Thursday, December 27, 2012

Day 19 - Ice Storm Recollections

I don't know if it's true for everyone but it seems that my recollections of distant events exist more in small, visual snapshots than in an exact chronological accounting.  One such memory is of a Virginia ice storm in the spring of 1979. 
Our family was visiting for the weekend, a sort-of job interview, where it was arranged that we would stay the night with an elderly farm couple who were only strangers long enough for introductions to be completed.  A warmer, more welcoming pair I had never met.  He was short and rotund with stubby, fat fingers scrubbed clean to a shine but forever stained by the Virginia soil in which he labored.  His cheeks were Santa Claus rosy, a perfect accompaniment to the mischievous twinkle of his eyes.  His wife was tall and lean, with a long, stern face.  She had stooped shoulders from which a print dress and white apron hung revealing no hint of shape at all.  Her hands, gnarled from hard work and advanced years, still hinted of once slender and graceful fingers. 

We had run from our car through the wind-driven rain and sleet into the warm glow of their kitchen.  We were ushered to seats around the large kitchen table and I remember the dinner items exactly: their own pork tenderloin, home-fried potatoes, fresh-canned green beans, sliced tomatoes, homemade sweet and sour pickles, and home-canned peaches with ice cream for dessert.
The closest we come to an ice storm here is when we leave the sprinkler on.
The men and children had retired to the living room and, as she and I finished the last of the dishes, the lights flickered and went out.  I heard some mumbling from both of them as one by one, small lights began to appear here and there.  Candles, apparently permanently positioned around the three rooms, provided ample light for the flurry of activity that took place in the next few minutes.  I remember asking if the power would likely be out for long, thinking the answer would be somewhere between minutes to hours but the reply was that it was likely to be out for several days.  They knew of the coming ice storm and what it could mean.  I did not.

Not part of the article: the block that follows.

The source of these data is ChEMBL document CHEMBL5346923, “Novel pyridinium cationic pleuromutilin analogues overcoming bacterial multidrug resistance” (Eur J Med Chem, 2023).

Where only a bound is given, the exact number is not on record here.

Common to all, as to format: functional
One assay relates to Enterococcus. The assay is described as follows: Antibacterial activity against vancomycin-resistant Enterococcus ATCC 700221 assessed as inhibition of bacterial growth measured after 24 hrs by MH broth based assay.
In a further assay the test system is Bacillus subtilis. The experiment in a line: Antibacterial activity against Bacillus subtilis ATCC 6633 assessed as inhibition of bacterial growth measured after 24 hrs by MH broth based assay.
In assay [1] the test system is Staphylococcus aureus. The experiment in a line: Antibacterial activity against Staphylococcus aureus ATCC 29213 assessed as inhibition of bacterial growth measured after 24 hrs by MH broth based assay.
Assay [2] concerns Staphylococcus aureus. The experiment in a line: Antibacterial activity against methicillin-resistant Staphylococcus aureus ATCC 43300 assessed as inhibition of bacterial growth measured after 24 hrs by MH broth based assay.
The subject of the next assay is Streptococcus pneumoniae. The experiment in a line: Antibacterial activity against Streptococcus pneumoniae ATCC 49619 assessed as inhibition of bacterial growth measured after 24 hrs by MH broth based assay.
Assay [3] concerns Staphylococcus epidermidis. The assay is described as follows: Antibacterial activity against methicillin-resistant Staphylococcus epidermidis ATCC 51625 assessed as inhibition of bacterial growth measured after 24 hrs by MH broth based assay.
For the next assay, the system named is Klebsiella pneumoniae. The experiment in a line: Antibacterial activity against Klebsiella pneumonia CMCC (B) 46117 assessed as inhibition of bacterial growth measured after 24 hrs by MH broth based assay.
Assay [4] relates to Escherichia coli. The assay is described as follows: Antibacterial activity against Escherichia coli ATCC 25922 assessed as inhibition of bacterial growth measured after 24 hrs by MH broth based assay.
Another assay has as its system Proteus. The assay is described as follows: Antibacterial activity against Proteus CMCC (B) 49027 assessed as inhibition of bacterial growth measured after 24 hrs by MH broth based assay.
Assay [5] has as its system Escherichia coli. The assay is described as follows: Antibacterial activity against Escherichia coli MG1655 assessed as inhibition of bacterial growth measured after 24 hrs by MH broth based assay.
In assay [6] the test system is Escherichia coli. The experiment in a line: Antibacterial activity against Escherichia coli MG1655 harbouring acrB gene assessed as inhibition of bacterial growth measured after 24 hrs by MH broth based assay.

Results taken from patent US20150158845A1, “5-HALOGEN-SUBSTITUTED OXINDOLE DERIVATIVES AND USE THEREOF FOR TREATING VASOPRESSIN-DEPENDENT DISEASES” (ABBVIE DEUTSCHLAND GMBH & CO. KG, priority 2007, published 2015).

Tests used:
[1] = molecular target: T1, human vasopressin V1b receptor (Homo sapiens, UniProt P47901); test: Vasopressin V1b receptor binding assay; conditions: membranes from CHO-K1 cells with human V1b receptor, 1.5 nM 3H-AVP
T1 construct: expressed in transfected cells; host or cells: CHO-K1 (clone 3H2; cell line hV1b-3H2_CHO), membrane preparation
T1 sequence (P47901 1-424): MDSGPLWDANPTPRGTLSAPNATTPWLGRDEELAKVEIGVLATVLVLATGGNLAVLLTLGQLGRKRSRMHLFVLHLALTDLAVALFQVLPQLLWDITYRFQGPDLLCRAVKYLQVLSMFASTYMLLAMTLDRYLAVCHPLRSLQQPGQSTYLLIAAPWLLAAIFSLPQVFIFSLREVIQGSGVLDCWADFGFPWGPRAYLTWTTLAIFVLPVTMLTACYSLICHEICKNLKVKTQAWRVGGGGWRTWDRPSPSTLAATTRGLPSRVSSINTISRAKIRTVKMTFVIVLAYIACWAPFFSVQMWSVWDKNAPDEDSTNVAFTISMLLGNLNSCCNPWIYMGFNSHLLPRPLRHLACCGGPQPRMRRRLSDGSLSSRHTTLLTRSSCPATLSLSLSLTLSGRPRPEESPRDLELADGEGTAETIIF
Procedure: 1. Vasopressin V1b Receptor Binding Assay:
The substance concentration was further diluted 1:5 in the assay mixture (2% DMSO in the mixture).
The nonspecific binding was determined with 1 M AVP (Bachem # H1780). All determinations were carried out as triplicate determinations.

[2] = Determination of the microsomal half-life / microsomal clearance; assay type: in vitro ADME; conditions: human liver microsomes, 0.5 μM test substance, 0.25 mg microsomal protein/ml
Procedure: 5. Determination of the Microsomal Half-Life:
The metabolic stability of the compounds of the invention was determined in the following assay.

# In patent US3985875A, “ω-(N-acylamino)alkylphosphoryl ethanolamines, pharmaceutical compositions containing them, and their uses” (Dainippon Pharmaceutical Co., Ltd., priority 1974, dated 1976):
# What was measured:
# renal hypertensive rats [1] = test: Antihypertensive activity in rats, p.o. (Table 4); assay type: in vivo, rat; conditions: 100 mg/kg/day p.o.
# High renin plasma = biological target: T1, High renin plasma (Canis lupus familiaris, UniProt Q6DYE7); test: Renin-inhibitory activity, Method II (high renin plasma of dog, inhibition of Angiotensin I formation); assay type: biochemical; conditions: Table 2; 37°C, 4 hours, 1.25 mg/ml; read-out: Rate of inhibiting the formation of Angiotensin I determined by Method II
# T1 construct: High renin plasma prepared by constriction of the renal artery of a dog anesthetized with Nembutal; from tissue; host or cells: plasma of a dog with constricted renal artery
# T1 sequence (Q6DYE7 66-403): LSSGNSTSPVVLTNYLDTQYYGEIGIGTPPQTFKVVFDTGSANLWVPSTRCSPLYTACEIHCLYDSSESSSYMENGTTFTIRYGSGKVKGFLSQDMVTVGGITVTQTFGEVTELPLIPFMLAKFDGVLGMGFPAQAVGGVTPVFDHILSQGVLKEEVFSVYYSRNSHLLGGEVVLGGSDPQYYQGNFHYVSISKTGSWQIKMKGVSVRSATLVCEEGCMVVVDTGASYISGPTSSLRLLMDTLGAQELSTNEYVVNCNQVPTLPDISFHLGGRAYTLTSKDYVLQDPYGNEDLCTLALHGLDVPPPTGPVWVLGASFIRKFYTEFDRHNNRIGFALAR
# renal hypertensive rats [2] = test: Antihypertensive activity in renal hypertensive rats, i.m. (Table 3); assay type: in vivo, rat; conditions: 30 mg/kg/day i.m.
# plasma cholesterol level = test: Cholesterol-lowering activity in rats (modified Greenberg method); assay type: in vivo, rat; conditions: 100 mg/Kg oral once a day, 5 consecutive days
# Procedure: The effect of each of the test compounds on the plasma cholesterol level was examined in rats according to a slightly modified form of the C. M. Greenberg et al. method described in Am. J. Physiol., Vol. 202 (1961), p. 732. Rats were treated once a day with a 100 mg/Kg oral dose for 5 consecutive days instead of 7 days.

Having lost power, the temperature in the old homestead would quickly begin to drop.  There was a short flurry of activity as armloads of quilts and armloads of pillows were carried through what appeared to be a closet door in the kitchen.  Then there was a time of chatting by candlelight in the living room.  Before long it was announced that the basement had warmed and as if I were to know what significance there was to that statement, we were escorted through the magic closet door.  How silly I felt.  Having lived in the south for so long, I had completely forgotten that such things as basements even existed.

There, in the small underground footprint of the house, my memory captured mythical images, vignettes in pools of yellow lamplight floating on a sea of the dark unknown.  In the center of the room with concrete floor and concrete walls there stood a big-box of an oil furnace radiating its welcome heat.  Situated on a faded carpet, near the furnace, two old, high-back rockers awaited their occupants, upholstered and worn, one positioned with a foot stool.  Between the rockers there was a small table holding an oil lamp which captured the entire scene within its circle of light.

Some small distance away, in its own circle of lamplight was a card table set with another lamp and a game of Monopoly, where the older children gathered to pass the time. 

I remember a great deal more about that basement and the cozy warmth found there but I don't want to bore you further with it here.  Though one more thing I remember about that particular ice storm, and others that I have experienced since, was the gun-shot sound of breaking tree limbs ringing randomly through the countryside.  
  Oh yes, the old man had been right.  The power would be off for days and days and days. 

1 comment:

Cindy said...

Great memories! Love those two dearly! And Danny said,the sign of a good writer is that you feel like you're there... "I can picture it, you know." Love you mom!